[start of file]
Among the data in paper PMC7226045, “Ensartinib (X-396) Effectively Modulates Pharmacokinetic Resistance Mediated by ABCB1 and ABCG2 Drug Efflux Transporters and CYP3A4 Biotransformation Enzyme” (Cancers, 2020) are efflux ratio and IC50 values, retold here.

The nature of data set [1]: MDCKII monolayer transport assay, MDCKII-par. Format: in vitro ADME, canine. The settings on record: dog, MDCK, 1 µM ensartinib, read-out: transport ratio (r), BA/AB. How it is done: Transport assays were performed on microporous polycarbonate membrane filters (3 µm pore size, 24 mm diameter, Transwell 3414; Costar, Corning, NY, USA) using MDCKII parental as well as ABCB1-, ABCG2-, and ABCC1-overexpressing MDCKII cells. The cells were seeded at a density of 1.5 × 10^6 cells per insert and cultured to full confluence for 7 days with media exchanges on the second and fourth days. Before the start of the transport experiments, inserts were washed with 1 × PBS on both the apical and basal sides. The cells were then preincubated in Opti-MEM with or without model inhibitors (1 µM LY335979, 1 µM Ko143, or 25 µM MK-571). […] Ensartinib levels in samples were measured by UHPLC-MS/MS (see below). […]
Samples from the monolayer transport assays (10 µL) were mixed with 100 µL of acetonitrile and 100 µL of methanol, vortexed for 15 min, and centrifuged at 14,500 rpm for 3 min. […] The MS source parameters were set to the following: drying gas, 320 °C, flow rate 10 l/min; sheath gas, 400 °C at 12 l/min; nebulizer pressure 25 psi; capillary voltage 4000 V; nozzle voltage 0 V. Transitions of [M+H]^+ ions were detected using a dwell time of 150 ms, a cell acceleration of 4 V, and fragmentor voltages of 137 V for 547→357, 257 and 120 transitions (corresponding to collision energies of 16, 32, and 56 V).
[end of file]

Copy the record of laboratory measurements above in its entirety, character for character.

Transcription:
Among the data in paper PMC7226045, “Ensartinib (X-396) Effectively Modulates Pharmacokinetic Resistance Mediated by ABCB1 and ABCG2 Drug Efflux Transporters and CYP3A4 Biotransformation Enzyme” (Cancers, 2020) are efflux ratio and IC50 values, retold here.

The nature of data set [1]: MDCKII monolayer transport assay, MDCKII-par. Format: in vitro ADME, canine. The settings on record: dog, MDCK, 1 µM ensartinib, read-out: transport ratio (r), BA/AB. How it is done: Transport assays were performed on microporous polycarbonate membrane filters (3 µm pore size, 24 mm diameter, Transwell 3414; Costar, Corning, NY, USA) using MDCKII parental as well as ABCB1-, ABCG2-, and ABCC1-overexpressing MDCKII cells. The cells were seeded at a density of 1.5 × 10^6 cells per insert and cultured to full confluence for 7 days with media exchanges on the second and fourth days. Before the start of the transport experiments, inserts were washed with 1 × PBS on both the apical and basal sides. The cells were then preincubated in Opti-MEM with or without model inhibitors (1 µM LY335979, 1 µM Ko143, or 25 µM MK-571). […] Ensartinib levels in samples were measured by UHPLC-MS/MS (see below). […]
Samples from the monolayer transport assays (10 µL) were mixed with 100 µL of acetonitrile and 100 µL of methanol, vortexed for 15 min, and centrifuged at 14,500 rpm for 3 min. […] The MS source parameters were set to the following: drying gas, 320 °C, flow rate 10 l/min; sheath gas, 400 °C at 12 l/min; nebulizer pressure 25 psi; capillary voltage 4000 V; nozzle voltage 0 V. Transitions of [M+H]^+ ions were detected using a dwell time of 150 ms, a cell acceleration of 4 V, and fragmentor voltages of 137 V for 547→357, 257 and 120 transitions (corresponding to collision energies of 16, 32, and 56 V).